You’d think someone who has won the Nobel Prize would know a thing or two. Harold Pinter won the Nobel Prize in Literature in 2005 – the Swedish Academy said Pinter was “generally regarded as the foremost representative of British drama in the second half of the 20th century.” Of course, as with Al Gore winning the Peace Prize, many thought Pinter’s prize was just another poke in the eye at America, given Printer’s political views:
… he has called the President of the United States, George W. Bush, a “mass murderer” and the (then) Prime Minister of the United Kingdom, Tony Blair, both “mass-murdering” and a “deluded idiot”; he alleges that they, along with past US officials, are “war criminals.” He has also compared the Bush administration (“a bunch of criminal lunatics”) with Adolf Hitler’s Nazi Germany, saying that, under Bush, the United States (“a monster out of control”) strives to attain “world domination” through “Full Spectrum Dominance.” Pinter characterized Blair’s Great Britain as “pathetic and supine,” a “bleating little lamb tagging behind [the United States] on a lead.” According to Pinter, Blair was participating in “an act of premeditated mass murder” instigated on behalf of “the American people,” who, Pinter acknowledges, increasingly protest “their government’s actions” … Pinter published his remarks to the mass peace protest demonstration held on 15 February 2003, in London, on his website: “The United States is a monster out of control. Unless we challenge it with absolute determination American barbarism will destroy the world. The country is run by a bunch of criminal lunatics, with Blair as their hired Christian thug. The planned attack on Iraq is an act of premeditated mass murder.”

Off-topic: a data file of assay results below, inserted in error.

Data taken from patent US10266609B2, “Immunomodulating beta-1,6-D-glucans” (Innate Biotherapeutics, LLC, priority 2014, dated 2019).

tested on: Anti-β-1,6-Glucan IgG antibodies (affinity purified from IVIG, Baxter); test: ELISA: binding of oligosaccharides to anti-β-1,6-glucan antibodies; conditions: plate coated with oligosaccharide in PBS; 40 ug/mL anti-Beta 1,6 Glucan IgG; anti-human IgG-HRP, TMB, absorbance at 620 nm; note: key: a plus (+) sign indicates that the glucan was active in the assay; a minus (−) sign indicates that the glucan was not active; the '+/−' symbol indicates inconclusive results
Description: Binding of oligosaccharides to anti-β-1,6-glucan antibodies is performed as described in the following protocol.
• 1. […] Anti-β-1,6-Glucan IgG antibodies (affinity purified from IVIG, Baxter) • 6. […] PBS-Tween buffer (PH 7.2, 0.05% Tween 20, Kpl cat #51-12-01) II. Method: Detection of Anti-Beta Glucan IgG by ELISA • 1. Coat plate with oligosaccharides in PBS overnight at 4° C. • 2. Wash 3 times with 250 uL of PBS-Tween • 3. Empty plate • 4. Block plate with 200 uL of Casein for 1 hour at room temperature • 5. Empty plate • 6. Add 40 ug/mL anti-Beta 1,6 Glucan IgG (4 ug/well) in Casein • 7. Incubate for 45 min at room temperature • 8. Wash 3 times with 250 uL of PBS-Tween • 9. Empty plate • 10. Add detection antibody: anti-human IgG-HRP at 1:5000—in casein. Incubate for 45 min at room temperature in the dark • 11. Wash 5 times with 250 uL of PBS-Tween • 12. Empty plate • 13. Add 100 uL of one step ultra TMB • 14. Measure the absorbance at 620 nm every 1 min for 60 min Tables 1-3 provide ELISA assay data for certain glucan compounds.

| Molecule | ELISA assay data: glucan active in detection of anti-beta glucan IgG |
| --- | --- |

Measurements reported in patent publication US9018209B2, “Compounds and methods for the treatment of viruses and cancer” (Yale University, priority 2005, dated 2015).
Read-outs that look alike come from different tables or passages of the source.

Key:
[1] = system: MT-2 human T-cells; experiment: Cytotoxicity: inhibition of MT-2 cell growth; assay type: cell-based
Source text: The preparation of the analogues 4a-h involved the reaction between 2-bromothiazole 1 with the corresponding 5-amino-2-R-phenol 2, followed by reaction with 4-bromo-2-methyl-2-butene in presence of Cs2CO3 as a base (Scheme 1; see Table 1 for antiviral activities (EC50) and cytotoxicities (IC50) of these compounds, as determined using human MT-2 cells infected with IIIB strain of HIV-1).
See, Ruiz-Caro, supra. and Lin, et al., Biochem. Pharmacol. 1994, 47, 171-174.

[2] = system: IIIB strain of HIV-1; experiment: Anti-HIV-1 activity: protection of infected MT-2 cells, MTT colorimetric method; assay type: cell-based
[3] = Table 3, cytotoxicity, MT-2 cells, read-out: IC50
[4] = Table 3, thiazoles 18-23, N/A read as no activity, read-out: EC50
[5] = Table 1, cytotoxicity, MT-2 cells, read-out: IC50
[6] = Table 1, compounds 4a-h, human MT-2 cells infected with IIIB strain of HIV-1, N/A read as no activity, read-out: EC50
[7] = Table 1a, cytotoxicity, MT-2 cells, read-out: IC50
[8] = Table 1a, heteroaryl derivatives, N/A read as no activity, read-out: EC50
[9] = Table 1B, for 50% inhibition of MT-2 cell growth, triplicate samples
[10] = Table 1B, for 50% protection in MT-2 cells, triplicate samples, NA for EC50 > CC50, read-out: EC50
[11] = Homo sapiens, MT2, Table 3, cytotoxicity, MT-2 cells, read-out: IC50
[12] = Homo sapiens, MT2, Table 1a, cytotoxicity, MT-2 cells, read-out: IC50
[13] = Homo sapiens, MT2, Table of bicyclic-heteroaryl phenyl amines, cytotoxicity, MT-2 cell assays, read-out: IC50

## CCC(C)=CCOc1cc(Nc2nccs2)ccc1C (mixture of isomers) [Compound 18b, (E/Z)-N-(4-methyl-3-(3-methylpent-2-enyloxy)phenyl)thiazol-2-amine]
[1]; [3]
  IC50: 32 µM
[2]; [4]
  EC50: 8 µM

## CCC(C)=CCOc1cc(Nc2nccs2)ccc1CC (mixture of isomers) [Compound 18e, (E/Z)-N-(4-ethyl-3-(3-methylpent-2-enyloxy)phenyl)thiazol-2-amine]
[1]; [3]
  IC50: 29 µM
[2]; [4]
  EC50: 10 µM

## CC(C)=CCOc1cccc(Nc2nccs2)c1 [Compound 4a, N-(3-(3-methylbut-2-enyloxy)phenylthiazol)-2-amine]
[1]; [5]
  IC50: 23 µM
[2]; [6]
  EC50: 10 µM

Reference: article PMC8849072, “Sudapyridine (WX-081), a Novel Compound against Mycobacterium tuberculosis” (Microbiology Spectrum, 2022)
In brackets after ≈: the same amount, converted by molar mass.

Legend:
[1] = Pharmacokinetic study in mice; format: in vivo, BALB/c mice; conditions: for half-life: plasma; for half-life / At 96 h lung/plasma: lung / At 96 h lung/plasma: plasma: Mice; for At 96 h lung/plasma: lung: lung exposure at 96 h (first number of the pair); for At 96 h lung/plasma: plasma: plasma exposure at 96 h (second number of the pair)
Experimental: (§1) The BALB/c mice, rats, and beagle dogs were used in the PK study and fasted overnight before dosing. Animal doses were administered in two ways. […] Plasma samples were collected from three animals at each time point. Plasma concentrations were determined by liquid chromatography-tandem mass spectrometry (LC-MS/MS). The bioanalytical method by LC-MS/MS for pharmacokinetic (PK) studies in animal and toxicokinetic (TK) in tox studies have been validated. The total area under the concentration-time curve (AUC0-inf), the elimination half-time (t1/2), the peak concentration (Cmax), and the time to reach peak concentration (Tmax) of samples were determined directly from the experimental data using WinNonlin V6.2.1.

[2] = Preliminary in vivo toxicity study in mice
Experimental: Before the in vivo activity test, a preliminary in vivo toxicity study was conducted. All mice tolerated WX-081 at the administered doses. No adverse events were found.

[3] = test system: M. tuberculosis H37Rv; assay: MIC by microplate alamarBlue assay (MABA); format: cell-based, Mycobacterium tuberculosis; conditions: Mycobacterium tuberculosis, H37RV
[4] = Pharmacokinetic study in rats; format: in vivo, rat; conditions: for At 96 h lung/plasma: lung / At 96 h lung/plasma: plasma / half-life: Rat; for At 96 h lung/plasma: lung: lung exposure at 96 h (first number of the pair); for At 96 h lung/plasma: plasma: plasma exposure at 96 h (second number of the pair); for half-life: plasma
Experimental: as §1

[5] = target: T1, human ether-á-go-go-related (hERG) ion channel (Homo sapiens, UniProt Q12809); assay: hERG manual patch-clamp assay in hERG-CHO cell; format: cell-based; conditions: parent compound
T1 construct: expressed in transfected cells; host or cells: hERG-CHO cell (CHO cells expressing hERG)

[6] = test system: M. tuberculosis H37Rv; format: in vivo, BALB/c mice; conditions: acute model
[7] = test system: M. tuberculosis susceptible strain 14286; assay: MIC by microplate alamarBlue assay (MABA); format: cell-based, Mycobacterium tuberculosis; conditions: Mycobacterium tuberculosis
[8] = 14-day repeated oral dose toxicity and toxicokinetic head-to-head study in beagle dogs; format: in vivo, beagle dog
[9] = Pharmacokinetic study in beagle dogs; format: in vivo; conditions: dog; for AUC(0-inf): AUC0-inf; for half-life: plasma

When he accepted his Nobel Prize he said much the same thing, but toned it down, a little.
But the man wasn’t always political. Much of his earlier work was concerned with the personal stuff, with loss and memory, like his 1993 play Moonlight, sort of a reworking of James Joyce’s “The Dead.” That was his first full-length play since Betrayal in 1978. He returned to existential stuff – what do we really know, and how do we know it, and if we do know it, which we may not, what does it all really mean anyway? Yes, he’s not a cheery fellow.
But he often gets off a good line, which is probably why he’s written fine screenplays, like The Servant (1963), The Go-Between (1970), The French Lieutenant’s Woman (1981), The Trial (1993), and Sleuth (2007) – all of these examples of his improving the source material. You note that all of these are about people not really knowing what’s going on, and finding out what’s really going on too late. That’s life.
One line from Moonlight does jump out at you – “I know little of women. But I’ve heard dread tales.”
Some of us had that line from the play pop up from whatever part of the brain stores such things when we stumbled across an item in Newsweek from Eleanor Clift. Clift lays out something that many of those who are repulsed by Hillary Clinton fear, that should Hillary Clinton win the nomination, it will be payback time:
Notables who abandoned her for Obama will get the Big Chill. “He’s dead to us,” a Clinton aide was quoted saying of John Kerry, who along with Ted Kennedy was turned off by the perception of race baiting that led up to the South Carolina primary. A major donor, conflicted between the two candidates and apologetic over his backing of Obama, found Hillary less than sympathetic. “Too bad for you, because I’m going to win,” she snapped.
What’s this – kiss the ring or sleep with the fishes? Well, not “sleep with the fishes” actually – more like a promise that those who supported Obama in any way would be locked out of the government and their careers would be ended. You should consider the consequences, and, if you already made your unfortunate choice, you should know it’s all over for you. Pinter was onto something.
Matthew Yglesias just isn’t buying it:
Maybe. On the other hand, current Obama endorsers include, among others, the Senators who chair the committees on Health, Education, Labor, and Pensions (Kennedy), Banking, Housing, and Urban Affairs (Dodd), Judiciary (Leahy), and Budget (Conrad). Unless Clinton is uncommonly stupid, she’s not really going to try to govern the country while freezing those guys not. Nor would it make any sense to make a big push for health care reform while simultaneously freezing out the Obama-backers in SEIU [the Service Employees International Union, the largest union in America, that endorsed Obama].